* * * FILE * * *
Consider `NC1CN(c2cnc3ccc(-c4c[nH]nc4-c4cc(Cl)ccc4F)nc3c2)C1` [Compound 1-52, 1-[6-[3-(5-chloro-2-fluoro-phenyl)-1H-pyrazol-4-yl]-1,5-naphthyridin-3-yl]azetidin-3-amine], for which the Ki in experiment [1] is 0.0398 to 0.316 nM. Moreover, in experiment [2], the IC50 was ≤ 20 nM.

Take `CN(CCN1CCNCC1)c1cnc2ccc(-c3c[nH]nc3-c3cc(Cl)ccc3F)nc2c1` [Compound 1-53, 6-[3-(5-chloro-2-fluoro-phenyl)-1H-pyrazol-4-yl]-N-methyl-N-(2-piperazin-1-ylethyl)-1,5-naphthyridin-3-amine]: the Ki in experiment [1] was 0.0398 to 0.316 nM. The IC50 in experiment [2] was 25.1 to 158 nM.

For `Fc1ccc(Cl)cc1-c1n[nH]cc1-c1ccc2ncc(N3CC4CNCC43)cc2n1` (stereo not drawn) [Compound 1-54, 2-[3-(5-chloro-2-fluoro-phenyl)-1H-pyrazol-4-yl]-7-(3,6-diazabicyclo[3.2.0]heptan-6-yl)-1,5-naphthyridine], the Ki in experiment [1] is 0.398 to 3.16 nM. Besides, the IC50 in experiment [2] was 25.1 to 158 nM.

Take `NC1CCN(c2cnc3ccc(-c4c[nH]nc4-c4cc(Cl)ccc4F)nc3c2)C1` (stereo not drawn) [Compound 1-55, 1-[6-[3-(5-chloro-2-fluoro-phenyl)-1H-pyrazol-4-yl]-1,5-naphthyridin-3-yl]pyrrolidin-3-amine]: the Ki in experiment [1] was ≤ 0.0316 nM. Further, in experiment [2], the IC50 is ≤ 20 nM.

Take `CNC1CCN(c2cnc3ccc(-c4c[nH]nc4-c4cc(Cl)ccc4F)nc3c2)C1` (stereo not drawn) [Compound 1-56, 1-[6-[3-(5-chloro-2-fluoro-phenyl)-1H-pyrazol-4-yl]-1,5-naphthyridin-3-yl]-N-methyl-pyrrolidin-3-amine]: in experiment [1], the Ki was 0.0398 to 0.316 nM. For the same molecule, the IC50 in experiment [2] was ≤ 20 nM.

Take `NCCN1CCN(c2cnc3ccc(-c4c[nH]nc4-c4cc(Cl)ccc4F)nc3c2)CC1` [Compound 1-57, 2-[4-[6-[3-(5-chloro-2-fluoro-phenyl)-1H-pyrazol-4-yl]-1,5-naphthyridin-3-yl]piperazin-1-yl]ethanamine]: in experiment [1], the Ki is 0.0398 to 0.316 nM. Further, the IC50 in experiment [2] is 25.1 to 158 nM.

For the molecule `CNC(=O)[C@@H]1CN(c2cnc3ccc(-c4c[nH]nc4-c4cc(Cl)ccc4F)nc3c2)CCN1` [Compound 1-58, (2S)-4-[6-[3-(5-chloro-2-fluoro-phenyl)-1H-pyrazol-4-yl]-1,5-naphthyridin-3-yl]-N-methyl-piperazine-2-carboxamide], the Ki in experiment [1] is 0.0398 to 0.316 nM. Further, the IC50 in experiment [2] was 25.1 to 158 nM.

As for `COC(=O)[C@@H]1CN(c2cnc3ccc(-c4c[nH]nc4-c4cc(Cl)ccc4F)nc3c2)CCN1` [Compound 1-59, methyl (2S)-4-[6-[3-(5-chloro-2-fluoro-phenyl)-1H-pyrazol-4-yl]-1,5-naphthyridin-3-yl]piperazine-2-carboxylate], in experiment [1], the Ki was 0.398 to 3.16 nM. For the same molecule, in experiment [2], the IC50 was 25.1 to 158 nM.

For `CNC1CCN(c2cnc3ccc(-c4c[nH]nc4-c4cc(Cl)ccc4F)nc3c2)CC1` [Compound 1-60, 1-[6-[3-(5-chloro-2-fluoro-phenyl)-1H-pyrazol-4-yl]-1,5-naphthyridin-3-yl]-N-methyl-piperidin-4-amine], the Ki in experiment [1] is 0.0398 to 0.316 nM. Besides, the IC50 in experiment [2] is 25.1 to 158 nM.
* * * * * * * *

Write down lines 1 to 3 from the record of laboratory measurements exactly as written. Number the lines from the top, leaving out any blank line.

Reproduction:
Consider `NC1CN(c2cnc3ccc(-c4c[nH]nc4-c4cc(Cl)ccc4F)nc3c2)C1` [Compound 1-52, 1-[6-[3-(5-chloro-2-fluoro-phenyl)-1H-pyrazol-4-yl]-1,5-naphthyridin-3-yl]azetidin-3-amine], for which the Ki in experiment [1] is 0.0398 to 0.316 nM. Moreover, in experiment [2], the IC50 was ≤ 20 nM.

Take `CN(CCN1CCNCC1)c1cnc2ccc(-c3c[nH]nc3-c3cc(Cl)ccc3F)nc2c1` [Compound 1-53, 6-[3-(5-chloro-2-fluoro-phenyl)-1H-pyrazol-4-yl]-N-methyl-N-(2-piperazin-1-ylethyl)-1,5-naphthyridin-3-amine]: the Ki in experiment [1] was 0.0398 to 0.316 nM. The IC50 in experiment [2] was 25.1 to 158 nM.

For `Fc1ccc(Cl)cc1-c1n[nH]cc1-c1ccc2ncc(N3CC4CNCC43)cc2n1` (stereo not drawn) [Compound 1-54, 2-[3-(5-chloro-2-fluoro-phenyl)-1H-pyrazol-4-yl]-7-(3,6-diazabicyclo[3.2.0]heptan-6-yl)-1,5-naphthyridine], the Ki in experiment [1] is 0.398 to 3.16 nM. Besides, the IC50 in experiment [2] was 25.1 to 158 nM.